WSW: Bridge Reports On "Promising Signs" For Reading In West Michigan
Every subject area in school depends on reading. That’s part of the reason that many districts in West Michigan are part of an initiative to boost reading scores.
Bridge Staff Writer Nancy Derringer says the state is also putting more emphasis on reading with a new law that could require students to repeat the third grade if they don’t reach grade level, or close to it, for reading. Derringer says reading scores in Michigan are bad, and have been sliding for the past decade or so. Studies shows they are headed even lower if something is not done.
Derringer says educators believe third grade is a crucial point, because at fourth grade students stop “learning to read and start reading to learn.” But She says educators don’t like to retain or hold back children unless it’s absolutely necessary.
The Reading Now Network is now in place in the intermediate school districts that cover 13 west Michigan counties, including Allegan and Barry Counties. Derringer says it requires more time spent on reading each school day (90 minutes to 2 hours). She says that block of time is devoted to a variety of activities. But Derringer says the districts are not using new techniques. She says they looked at schools that were “overachieving” in reading according to poverty level and tried to take “best practices” to other districts.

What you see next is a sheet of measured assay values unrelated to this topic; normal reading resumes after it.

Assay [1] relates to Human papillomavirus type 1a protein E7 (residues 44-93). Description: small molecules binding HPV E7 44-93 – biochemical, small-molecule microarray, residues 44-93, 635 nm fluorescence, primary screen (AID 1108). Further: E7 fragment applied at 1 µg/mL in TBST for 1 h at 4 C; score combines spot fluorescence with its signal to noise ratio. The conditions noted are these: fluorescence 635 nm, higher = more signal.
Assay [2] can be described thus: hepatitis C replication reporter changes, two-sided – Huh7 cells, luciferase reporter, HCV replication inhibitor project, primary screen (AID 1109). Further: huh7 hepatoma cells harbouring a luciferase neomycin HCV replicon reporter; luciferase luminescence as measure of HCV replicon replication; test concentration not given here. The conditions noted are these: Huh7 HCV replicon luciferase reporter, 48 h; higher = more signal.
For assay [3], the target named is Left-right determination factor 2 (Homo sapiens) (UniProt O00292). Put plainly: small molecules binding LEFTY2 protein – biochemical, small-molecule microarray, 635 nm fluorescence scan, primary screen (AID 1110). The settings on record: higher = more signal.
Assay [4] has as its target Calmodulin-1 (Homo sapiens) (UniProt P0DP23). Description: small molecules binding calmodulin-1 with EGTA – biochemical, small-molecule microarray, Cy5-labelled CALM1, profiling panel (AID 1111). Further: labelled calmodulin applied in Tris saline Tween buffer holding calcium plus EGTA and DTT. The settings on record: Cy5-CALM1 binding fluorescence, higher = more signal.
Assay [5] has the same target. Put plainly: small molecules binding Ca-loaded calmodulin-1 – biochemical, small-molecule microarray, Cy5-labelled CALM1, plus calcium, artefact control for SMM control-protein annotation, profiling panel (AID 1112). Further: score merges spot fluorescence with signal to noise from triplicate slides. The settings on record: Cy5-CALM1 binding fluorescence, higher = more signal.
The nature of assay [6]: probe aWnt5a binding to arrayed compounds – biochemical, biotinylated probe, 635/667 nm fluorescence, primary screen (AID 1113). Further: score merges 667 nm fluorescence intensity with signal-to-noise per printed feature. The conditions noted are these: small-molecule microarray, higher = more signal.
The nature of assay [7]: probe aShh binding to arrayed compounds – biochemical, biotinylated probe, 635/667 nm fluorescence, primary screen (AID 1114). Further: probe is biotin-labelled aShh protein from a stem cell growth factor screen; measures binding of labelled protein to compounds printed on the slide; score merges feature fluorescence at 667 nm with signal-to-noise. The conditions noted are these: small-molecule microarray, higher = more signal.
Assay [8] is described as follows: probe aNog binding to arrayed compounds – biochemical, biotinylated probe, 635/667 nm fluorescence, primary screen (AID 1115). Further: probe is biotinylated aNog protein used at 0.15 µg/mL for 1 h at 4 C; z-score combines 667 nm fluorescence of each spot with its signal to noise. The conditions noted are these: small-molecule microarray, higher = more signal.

The sharing of best practices is known as the “heart attack protocol.” Derringer says it’s basically the idea if someone figures out a better way to treat a heart attack, it’s shared throughout the entire field, even with competitors. Derringer says now that idea is being used to improve reading.
Derringer says the data in these school districts still has to be verified by outside analysis. But the early results are promising. Some concerns have been raised about taking time away from other subjects to focus on reading. But Derringer says other subject area’s test scores have not suffered so far.